1955 Ford Part 48: Interior Panels and Trim Part 1


Interior Panels and Trim Part 1

If you have been following the blog posts on this website for any length of time, you are keenly aware that this build is not necessarily an "original restoration" of all components, trim, etc. Since the plan is to drive this car on almost a daily basis, and since budgetary concerns are an issue, I decided to keep things simple for feasibility of modern use, cleanliness, and to use what materials I had on hand. Of course, such simple upgrades as power brakes, emergency flashers, back up lights, 3 point seat belts, etc, make all the sense in the world. If this were a Crown Victoria or a Sunliner I would probably stick to a more original functionality and appearance.

The next step in our process concerns installing the rear panels and trim. These items must be put in place first the rear seat, and of course the carpet has to be down as well before both sets of seats can be installed, so on with the show! Up first was to ensure that all of the holes on each panel matched up to the mounting holes on the sheet metal body. For the original holes - the armrest, the window crank, wire clips, etc, the procedure was all a matter of rote. The tricky part for this work was getting an exact match on the mounting bracket for the seat belts (upper and lower on the pillar).

The panel was installed and removed a few times as measurements were made, checked, and checked again - we only desired to make ONE hole! The photo above shows the bracket for the mount of the seat belt re-tractor. This had to be square if the exterior portion of the panel was to look as if it fit well. As you can see, one bolt goes through the floor to a retainer plate, and the other bolt (not pictured) secures the re-tractor and lower pivot to the bracket. That bolt must go through the panel.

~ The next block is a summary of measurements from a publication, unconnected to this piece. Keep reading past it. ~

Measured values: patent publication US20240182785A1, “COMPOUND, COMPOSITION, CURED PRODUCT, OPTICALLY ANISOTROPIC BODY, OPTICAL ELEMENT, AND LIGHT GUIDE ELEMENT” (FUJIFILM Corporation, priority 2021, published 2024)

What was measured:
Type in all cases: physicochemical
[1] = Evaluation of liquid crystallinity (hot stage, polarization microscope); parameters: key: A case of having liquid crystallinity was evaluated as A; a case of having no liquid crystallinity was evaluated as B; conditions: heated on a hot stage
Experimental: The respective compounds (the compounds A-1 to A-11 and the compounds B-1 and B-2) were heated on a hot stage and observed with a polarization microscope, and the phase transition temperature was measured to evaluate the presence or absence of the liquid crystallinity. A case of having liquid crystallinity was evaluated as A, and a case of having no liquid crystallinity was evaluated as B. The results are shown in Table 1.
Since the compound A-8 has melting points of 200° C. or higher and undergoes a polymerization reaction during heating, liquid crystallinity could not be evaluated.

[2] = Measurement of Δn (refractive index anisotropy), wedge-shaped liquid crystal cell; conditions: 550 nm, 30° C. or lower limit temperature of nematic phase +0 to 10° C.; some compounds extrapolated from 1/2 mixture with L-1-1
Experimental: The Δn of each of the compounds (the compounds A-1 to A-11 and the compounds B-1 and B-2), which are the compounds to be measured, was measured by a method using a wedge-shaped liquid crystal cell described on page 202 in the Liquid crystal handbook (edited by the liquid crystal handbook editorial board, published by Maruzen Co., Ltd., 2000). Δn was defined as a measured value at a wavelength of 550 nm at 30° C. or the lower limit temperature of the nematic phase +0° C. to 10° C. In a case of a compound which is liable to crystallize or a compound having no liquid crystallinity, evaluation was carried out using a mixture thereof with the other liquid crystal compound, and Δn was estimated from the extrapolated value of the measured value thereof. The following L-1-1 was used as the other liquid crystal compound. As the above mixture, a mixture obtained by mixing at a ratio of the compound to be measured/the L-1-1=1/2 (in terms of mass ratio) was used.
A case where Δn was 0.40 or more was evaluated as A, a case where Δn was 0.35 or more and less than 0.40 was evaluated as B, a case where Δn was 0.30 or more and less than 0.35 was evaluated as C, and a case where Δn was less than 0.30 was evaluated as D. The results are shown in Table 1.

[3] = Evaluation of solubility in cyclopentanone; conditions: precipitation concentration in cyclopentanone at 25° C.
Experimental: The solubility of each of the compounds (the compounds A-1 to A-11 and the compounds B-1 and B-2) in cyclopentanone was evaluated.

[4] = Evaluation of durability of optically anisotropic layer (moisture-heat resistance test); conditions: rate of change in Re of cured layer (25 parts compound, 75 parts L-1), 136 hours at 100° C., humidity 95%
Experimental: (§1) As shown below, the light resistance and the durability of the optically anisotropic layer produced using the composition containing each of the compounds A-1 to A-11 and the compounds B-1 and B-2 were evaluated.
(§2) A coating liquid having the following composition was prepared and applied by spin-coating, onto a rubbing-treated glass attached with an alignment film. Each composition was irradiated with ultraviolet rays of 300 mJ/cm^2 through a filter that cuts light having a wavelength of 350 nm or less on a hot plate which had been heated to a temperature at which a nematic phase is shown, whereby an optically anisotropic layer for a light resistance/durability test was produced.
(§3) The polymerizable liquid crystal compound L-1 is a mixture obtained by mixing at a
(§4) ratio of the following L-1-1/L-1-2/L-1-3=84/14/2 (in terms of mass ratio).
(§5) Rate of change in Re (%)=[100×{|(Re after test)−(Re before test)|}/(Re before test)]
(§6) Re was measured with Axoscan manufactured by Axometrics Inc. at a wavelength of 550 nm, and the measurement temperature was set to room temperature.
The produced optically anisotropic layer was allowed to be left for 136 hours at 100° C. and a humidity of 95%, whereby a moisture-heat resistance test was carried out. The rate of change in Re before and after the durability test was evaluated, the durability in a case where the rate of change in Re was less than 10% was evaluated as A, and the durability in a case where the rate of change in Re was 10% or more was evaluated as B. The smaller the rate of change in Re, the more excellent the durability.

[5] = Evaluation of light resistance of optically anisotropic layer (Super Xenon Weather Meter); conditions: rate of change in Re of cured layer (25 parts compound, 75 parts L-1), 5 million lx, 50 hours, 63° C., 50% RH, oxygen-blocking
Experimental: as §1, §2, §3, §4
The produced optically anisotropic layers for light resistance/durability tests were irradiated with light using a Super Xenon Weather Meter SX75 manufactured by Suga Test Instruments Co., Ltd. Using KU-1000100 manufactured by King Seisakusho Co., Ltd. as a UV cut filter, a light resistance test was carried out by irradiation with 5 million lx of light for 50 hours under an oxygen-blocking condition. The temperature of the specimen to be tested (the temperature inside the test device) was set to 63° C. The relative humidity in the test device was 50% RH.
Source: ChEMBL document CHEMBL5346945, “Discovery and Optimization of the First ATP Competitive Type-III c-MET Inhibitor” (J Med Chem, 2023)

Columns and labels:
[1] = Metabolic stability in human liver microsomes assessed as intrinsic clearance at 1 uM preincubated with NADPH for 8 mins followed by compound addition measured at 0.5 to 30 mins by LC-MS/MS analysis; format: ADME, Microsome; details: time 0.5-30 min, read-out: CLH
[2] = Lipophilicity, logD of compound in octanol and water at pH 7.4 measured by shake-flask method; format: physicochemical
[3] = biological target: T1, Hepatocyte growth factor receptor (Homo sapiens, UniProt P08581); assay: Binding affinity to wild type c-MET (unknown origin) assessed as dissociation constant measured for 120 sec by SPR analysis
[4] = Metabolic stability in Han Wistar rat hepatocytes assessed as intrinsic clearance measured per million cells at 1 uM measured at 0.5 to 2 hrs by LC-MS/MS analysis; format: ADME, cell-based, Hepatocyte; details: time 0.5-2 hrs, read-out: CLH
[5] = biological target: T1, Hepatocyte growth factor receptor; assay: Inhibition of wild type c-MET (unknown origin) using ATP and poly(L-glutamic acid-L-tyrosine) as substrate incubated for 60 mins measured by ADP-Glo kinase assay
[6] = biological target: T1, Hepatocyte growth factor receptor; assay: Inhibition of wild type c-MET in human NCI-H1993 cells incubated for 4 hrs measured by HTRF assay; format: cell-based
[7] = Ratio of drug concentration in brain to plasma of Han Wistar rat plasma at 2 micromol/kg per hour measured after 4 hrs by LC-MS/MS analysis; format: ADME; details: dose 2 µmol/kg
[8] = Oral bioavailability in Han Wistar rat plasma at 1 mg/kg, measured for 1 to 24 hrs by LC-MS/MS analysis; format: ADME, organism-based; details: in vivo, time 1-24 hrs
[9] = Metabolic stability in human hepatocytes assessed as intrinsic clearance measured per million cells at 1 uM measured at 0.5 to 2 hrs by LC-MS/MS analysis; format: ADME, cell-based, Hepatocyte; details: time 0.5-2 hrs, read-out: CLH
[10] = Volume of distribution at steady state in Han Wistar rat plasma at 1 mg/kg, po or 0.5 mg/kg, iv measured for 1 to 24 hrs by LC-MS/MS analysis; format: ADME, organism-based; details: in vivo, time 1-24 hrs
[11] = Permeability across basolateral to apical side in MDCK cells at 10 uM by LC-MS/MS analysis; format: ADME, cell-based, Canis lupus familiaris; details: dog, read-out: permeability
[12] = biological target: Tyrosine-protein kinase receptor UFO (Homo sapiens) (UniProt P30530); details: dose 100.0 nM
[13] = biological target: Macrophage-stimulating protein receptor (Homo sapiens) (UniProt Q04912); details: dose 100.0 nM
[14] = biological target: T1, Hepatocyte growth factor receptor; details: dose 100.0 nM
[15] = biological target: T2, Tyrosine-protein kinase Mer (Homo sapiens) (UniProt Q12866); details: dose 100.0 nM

When the panels were mounted in position on the car, it was time to get the quarter window garnish modified. First, I had to secure the window whiskers to the trim. I ended up using super glue instead of the staples.

Next, we mounted the trim pieces to the body to line things up and mark our hole locations for the upper seat belt pivot. Back a long time ago I had decided to use the existing position of the coat hanger hook (remember the thin sheet metal mount was removed from the pillar and I welded in a plate specifically for the pivot). These holes were marked a step drill was used to give me clean holes for the bolt to pass through.

You can see in the photo above that I like to mark the final diameter of the step drill by using masking tape - no need drilling a hole that's too large!! Once the holes were enlarged just a little, test fits were made once again and wouldn't you know it? Success!

For the final mounting of the pivot, I did install a plastic bushing between the seat belt bracket and the garnish. The pictures below show the installation of the thin stainless strips that attach to the bottom of the garnish molding. Those clips are pesky - small and irritating. But everything fit up well and the finished product looks good.

The last thing to do was to put the black cover back onto the seat belt bracket (first picture below) and test it out - I was pretty happy with the results.

You can tell from the picture above that I need to paint and re-install the rear arm rest (there is a cushion and an ash tray that go into the pockets. Also, if you know the Fairlanes well, you will note that there is another piece of long, thing stainless missing that should be on the panel itself. Since the front door panels will not have them (too many tabs are broken) and I cannot locate these stainless strips we will leave them off for now. One day when the current seat covers wear out and they have to be replaced we will take care of the panels with more trim. For now, this will be fine.

The door panels will be covered in a later post.

#interior #doorpanel #seatbelts #trim

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